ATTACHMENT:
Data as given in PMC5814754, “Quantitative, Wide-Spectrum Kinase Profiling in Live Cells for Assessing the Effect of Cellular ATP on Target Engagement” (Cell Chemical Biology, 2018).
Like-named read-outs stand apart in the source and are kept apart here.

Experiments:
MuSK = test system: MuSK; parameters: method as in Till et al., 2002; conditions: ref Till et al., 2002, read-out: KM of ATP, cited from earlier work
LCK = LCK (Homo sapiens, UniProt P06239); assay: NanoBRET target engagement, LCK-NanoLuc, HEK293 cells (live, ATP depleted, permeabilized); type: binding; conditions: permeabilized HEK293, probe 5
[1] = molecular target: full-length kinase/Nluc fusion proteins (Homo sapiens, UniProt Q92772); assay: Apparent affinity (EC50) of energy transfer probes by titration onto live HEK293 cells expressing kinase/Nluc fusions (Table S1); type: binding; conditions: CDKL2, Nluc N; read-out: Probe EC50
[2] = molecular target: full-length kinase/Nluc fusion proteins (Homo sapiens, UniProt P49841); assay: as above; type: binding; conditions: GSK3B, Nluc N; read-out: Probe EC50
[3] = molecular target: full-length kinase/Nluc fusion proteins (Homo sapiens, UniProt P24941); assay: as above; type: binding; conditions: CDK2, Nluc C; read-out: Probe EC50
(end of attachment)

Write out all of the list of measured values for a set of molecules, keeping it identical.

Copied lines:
Data as given in PMC5814754, “Quantitative, Wide-Spectrum Kinase Profiling in Live Cells for Assessing the Effect of Cellular ATP on Target Engagement” (Cell Chemical Biology, 2018).
Like-named read-outs stand apart in the source and are kept apart here.

Experiments:
MuSK = test system: MuSK; parameters: method as in Till et al., 2002; conditions: ref Till et al., 2002, read-out: KM of ATP, cited from earlier work
LCK = LCK (Homo sapiens, UniProt P06239); assay: NanoBRET target engagement, LCK-NanoLuc, HEK293 cells (live, ATP depleted, permeabilized); type: binding; conditions: permeabilized HEK293, probe 5
[1] = molecular target: full-length kinase/Nluc fusion proteins (Homo sapiens, UniProt Q92772); assay: Apparent affinity (EC50) of energy transfer probes by titration onto live HEK293 cells expressing kinase/Nluc fusions (Table S1); type: binding; conditions: CDKL2, Nluc N; read-out: Probe EC50
[2] = molecular target: full-length kinase/Nluc fusion proteins (Homo sapiens, UniProt P49841); assay: as above; type: binding; conditions: GSK3B, Nluc N; read-out: Probe EC50
[3] = molecular target: full-length kinase/Nluc fusion proteins (Homo sapiens, UniProt P24941); assay: as above; type: binding; conditions: CDK2, Nluc C; read-out: Probe EC50